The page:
Mini Monstera

Due to the similarity, the mini monster, or Rhaphidophora Tetrasperma, is commonly mistaken as being from the same genus as the above two plants (they all belong to the same Araceae family of flowering plants).

As the common name suggests, it is a compact plant and doesn’t grow to the size of the two above. It is, however, a spectacular plant that grows well and looks magnificent on a moss pole. 

Jasmine

Jasmine is another beautiful, popular climber best known for its incredible fragrance. It’s often grown outdoors on fences or trellises but works very well on a moss pole. 

Pothos Plants

By far one of the easiest plants to care for, the delicate but beautiful Pothos can handle a range of light conditions, does not need pampering, and doesn’t even need much water. 

Arrowhead Plants

This guy proliferates and requires little to no maintenance. The common name refers to the shape of its leaves, an interesting plant that looks good in any environment. The use of a moss pole will benefit these active climbers very well.

Hoya

The hoya plant is highly rewarding and a prolific climber. It is typically grown in a hanging basket but looks fantastic on a moss pole. The Hoya flowers are abundant for many months of the year, making them attractive indoor climbing plants.

Epiphytic Plants 

Vertical poles are also great for epiphytic plants as they support their aerial roots, otherwise known as adventitious roots. This plant attaches itself to tree trunks, other plants, and sometimes even rocks in its natural environment.

Although they are generally tropical plants, they can thrive well in most environments and don’t get nutrients from host plants like other parasitic plants would. Instead, they get nutrients and moisture from rain, air, and debris that falls around the plant.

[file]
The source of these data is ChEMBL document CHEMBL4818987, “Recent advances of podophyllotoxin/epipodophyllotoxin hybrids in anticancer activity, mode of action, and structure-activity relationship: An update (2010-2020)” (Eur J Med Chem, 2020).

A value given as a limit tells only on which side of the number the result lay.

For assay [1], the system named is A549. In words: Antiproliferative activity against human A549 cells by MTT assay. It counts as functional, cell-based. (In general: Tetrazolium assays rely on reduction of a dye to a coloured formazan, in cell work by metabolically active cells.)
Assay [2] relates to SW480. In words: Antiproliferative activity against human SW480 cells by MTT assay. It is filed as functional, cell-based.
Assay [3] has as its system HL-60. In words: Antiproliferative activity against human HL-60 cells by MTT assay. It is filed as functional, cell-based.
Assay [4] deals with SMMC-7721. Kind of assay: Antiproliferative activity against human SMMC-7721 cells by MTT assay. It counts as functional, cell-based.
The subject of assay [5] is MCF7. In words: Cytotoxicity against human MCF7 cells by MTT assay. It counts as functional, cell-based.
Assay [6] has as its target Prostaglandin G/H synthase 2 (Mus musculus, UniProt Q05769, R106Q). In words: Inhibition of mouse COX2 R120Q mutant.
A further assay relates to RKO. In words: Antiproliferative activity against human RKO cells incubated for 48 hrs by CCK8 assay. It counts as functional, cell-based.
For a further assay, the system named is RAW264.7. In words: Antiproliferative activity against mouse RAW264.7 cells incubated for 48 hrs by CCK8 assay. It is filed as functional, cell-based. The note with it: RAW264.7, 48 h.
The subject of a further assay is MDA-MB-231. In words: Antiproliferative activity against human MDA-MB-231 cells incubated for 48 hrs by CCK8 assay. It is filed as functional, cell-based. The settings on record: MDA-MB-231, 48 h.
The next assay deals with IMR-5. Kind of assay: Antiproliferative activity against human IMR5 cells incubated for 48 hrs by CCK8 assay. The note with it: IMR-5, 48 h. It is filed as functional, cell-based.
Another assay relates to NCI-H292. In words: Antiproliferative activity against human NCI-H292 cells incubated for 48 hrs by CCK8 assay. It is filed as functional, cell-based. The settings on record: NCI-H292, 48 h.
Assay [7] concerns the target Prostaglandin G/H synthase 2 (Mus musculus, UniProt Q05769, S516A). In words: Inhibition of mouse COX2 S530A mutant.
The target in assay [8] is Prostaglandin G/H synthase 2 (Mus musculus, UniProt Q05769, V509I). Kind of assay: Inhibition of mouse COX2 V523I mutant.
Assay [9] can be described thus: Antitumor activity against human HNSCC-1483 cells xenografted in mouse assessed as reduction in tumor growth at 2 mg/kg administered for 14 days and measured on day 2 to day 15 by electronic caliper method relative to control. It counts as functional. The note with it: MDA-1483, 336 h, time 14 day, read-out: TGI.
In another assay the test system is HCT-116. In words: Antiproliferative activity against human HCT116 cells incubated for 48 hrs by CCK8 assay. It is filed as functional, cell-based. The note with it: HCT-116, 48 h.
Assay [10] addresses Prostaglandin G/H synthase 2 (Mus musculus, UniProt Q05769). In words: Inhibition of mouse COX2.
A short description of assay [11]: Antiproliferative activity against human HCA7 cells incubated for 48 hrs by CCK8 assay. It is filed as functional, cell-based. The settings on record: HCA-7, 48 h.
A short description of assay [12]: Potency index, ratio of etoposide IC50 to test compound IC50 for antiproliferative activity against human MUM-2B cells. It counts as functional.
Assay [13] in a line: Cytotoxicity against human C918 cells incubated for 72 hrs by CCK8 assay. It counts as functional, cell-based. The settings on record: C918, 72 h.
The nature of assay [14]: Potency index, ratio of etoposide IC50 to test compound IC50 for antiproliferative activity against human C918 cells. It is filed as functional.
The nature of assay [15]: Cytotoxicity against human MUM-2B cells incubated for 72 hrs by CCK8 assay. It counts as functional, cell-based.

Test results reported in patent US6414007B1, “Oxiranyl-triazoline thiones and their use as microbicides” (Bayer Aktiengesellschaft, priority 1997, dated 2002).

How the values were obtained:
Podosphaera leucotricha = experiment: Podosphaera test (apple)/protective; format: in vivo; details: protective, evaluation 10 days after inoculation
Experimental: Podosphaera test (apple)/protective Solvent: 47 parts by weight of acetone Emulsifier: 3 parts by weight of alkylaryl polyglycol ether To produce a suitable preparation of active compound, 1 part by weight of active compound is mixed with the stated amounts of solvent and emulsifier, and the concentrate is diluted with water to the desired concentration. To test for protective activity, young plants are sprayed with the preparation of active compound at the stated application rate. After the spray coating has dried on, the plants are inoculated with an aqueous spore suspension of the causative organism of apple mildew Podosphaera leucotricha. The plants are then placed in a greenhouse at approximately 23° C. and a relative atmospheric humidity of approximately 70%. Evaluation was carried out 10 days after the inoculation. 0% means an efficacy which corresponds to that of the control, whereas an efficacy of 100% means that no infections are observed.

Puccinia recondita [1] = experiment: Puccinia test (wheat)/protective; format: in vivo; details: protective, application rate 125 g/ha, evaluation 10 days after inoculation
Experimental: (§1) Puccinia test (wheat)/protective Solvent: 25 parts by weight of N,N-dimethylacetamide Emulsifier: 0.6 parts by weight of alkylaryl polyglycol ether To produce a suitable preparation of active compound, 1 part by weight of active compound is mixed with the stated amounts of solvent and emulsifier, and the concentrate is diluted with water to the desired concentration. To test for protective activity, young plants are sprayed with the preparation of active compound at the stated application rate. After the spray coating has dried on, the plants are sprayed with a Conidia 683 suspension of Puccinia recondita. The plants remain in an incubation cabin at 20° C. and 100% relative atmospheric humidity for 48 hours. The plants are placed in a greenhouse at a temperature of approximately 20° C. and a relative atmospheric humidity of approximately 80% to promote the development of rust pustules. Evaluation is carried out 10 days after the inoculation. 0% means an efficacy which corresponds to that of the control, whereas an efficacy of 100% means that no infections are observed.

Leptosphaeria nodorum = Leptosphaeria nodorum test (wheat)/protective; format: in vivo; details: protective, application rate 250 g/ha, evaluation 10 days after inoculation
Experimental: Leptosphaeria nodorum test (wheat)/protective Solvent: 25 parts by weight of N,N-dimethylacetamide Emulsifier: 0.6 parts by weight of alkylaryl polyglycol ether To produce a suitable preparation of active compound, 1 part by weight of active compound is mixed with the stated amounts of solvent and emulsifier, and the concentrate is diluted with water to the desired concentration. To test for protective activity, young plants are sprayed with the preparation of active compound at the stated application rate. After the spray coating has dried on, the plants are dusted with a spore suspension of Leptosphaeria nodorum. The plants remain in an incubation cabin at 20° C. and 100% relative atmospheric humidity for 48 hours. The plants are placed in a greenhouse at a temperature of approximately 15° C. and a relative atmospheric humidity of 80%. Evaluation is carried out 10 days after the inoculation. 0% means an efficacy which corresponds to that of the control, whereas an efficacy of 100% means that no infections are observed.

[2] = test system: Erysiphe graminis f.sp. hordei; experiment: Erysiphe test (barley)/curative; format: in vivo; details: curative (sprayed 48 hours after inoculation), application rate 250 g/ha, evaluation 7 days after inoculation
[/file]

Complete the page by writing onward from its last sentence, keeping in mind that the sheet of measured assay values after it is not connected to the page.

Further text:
How to Make the Best DIY Moss Pole


What’s great is that you can make your moss pole at home, which is an easy project that should be a breeze for most people. You don’t have to be a DIY expert to make and use moss poles for plants.

Here, we guide you through the simple steps so that you can keep your climbers happy. 

Preparation is vital, so get a decent work area and a mat or a tarp, as it could get a bit messy.  You’ll need to have all of your materials ready. 

Here is what you’ll need to make your DIY moss pole:

Materials and Tools Needed

  • Sharp Scissors
  • Rubber Gloves
  • PVC Pipe / Bamboo Stake / Wooden Stake / Wooden Poles
  • Sphagnum Peat Moss
  • Wire Mesh / Fishing Line / String
  • Bucket or Bowl of Water

As you can see, there are different options, but they all work well. Some people use hardware mesh, chicken wire, or zip ties to create the support structure. 

Step-by-Step Instructions

  1. Place the sphagnum moss in the water and let it soak for roughly 20 minutes. This is where the gloves come in, as you always want to use gloves when dealing with sphagnum moss.
  2. You might need to add extra water as it is absorbed and the moss expands; just keep an eye on it.  
  3. Once you have chosen your primary material (such as PVC) for the main support, you need to measure and cut it to size. Remember that up to 12 inches will be buried below the ground to support the pole. Keep the moss pole 1 or 2 feet longer than the plant to allow for the growth of your plants. Larger plants will need extra length and strength.